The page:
5% or 18%: No final ruling on ‘ready-to-cook’ parota GST rate

(This story originally appeared in on Oct 06, 2020)

MUMBAI: Parota lovers, waiting to hear if the ‘ready-to-cook’ item will be taxed at 5% or 18% under the goods and services tax (GST), will be disappointed to learn that the Appellate Authority for Advance Ruling (AAAR) — Karnataka bench, has abstained from ruling on the applicable rate.

As the classification issue was pending in another proceeding, the previous ruling of the lower authority, which applied a rate of 18% has been held as void. This leaves the issue open and it’s likely that the litigation will continue.

Readers may recall that, iD Fresh Food, a Bengaluru-based food products company, engaged in the preparation and supply of a wide range of ready-to-cook items including whole-wheat parota and Malabar parota had approached the AAR — Karnataka Bench. It had contended that parotas should be classified under the product description of ‘khakhara, plain chapati or roti’ (or to be more technical under heading 1905) and thus be taxed at 5%.

The AAR, in its ruling given in May, had differed with this classification and held that GST at 18% applied. Given that the GST rate on ready-to-cook rotis or pizza bread is 5%, social media was soon abuzz with memes. Subsequently, iD Fresh Foods filed an appeal with the appellate bench of the AAR.

Before the AAAR, the food company further clarified that its products are not frozen. Malabar parotas can be stored in a cool and dry place and have a shelf life of up to four days, whereas it is recommended that whole-wheat parotas be refrigerated, to enable the product to remain fresh for up to seven days.

The products merely required heating, say on a tawa (griddle), prior to serving to ensure crispness. Before the AAAR bench, the company also put forth an additional argument that parotas are species of bread and eligible for GST exemption (aka nil rate).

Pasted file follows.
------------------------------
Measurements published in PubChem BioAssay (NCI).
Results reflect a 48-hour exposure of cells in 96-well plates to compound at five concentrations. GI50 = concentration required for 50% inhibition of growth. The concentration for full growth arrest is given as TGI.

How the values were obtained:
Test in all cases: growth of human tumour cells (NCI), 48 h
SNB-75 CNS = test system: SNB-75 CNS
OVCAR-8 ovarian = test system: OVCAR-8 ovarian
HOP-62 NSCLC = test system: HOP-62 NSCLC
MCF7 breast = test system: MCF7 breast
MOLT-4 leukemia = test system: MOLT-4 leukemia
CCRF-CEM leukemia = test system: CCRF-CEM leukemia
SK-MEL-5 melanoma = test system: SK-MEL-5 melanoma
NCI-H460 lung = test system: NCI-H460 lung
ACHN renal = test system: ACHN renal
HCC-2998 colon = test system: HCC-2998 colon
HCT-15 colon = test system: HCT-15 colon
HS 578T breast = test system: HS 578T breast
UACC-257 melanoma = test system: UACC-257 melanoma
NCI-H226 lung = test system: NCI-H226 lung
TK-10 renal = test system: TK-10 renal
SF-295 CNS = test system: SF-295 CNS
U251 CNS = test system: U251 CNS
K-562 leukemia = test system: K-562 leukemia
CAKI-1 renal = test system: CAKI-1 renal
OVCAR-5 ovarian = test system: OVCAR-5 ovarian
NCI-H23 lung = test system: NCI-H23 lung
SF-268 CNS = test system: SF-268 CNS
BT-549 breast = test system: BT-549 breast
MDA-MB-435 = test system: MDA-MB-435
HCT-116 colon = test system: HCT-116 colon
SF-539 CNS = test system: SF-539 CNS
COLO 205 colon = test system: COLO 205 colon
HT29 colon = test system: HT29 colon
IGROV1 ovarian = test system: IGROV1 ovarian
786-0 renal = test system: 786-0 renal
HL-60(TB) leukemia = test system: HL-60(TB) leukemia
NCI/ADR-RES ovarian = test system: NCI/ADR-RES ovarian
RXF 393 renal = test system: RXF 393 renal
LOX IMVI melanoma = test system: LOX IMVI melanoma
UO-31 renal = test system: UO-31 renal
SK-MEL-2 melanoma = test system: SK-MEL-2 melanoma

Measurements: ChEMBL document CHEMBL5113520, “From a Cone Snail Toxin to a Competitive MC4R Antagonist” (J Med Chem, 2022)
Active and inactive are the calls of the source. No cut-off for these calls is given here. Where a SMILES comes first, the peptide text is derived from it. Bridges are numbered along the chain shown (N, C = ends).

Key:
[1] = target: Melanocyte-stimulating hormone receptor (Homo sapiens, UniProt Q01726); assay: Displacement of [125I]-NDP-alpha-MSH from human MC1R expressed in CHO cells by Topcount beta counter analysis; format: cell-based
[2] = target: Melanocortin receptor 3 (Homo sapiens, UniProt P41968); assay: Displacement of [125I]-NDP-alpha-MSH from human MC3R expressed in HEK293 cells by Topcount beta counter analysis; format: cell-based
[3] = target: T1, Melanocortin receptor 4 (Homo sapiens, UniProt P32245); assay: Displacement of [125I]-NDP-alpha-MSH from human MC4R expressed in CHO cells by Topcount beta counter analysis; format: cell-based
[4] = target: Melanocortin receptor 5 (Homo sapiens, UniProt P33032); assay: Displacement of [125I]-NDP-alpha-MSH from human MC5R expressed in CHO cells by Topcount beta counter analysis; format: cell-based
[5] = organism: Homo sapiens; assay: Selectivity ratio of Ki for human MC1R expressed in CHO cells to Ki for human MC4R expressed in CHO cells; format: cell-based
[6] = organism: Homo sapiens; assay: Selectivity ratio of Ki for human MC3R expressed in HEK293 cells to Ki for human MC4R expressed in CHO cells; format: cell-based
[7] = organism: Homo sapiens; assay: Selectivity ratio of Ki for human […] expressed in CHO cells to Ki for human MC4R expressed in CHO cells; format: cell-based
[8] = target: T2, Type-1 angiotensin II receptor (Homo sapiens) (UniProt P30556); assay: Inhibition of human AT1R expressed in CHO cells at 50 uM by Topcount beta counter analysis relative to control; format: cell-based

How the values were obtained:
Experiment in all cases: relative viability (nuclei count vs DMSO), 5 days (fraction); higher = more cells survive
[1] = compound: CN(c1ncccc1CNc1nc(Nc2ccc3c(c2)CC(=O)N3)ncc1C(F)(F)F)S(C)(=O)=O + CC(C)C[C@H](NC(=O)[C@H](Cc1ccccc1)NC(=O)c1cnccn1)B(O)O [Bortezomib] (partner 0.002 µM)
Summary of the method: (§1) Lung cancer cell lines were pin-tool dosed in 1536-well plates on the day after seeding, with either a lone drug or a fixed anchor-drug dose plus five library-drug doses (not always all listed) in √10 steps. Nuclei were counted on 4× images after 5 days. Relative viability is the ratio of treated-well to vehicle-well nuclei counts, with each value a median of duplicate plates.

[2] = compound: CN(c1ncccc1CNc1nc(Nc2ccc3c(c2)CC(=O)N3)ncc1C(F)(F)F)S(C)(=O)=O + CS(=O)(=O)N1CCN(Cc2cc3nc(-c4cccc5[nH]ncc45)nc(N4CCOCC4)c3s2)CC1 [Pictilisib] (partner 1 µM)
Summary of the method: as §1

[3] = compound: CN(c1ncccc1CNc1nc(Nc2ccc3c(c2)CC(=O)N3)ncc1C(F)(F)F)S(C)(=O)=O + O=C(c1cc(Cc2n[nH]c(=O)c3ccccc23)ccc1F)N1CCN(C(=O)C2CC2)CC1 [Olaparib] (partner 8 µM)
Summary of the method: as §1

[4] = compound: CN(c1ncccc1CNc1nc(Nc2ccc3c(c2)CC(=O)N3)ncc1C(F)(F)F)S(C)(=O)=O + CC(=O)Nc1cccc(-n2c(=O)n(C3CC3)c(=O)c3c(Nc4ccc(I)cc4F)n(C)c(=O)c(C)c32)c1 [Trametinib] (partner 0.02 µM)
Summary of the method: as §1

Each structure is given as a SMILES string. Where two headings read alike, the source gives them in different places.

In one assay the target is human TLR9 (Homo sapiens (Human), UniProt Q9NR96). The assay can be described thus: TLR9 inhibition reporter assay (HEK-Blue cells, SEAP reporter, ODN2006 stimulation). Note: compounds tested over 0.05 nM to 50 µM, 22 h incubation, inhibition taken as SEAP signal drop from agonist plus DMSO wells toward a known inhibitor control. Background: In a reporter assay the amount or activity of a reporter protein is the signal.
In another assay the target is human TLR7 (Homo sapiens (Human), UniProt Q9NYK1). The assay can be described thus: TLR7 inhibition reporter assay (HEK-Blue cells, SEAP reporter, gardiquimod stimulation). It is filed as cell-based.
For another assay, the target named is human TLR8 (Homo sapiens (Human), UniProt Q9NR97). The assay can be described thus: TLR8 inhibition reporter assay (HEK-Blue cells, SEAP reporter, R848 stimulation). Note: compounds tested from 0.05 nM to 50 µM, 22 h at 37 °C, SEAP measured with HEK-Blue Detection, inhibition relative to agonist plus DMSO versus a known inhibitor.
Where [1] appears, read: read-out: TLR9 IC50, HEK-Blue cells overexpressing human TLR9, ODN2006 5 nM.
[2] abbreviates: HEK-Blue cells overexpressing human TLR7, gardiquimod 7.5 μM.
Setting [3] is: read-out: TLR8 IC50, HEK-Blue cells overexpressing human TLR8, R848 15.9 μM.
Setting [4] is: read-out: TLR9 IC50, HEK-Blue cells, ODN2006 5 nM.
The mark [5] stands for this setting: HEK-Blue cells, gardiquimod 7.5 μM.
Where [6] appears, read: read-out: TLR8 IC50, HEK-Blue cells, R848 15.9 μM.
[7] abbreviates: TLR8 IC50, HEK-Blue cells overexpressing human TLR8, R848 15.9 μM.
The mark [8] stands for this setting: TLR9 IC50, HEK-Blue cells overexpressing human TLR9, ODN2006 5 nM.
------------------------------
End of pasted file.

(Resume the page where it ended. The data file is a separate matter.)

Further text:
GST laws require that the AAR cannot admit any application for an advance ruling, if the question raised in the application is pending or has already been decided. In this case, the AAAR observed that iD Fresh Foods had not intimated about a proceeding initiated by the director general of GST investigation (DGGI) — Chennai Zone on the issue of classification of parotas. Hence, the AAAR declared the original order of the AAR, against which the appeal was filed as void. As the issue of classification was pending in the proceeding, the AAAR declined to rule on the applicable GST rate.

Giving an inkling on what lies ahead, The company in its official statement to TOI said, “We have always followed the principle of paying the correct amount of tax, which on parotas is either 0% or 5% and will be following the due process of law in establishing the correct rate of tax payable; as against the ruling of the AAR, which indicated it to be 18%.”

“Our application to the AAR was made with bona fide intention. The AAAR has nullified the previous ruling, on a different point — on jurisdiction,” the statement added.

Advance rulings are binding on the parties with respect to the transaction on which the ruling is sought. However, they do have a persuasive impact in assessment of similar cases.

5% or 18%: No final ruling on ‘ready-to-cook’ parota GST rate 5% or 18%: No final ruling on ‘ready-to-cook’ parota GST rate Reviewed by TechCO on 10/07/2020 Rating: 5

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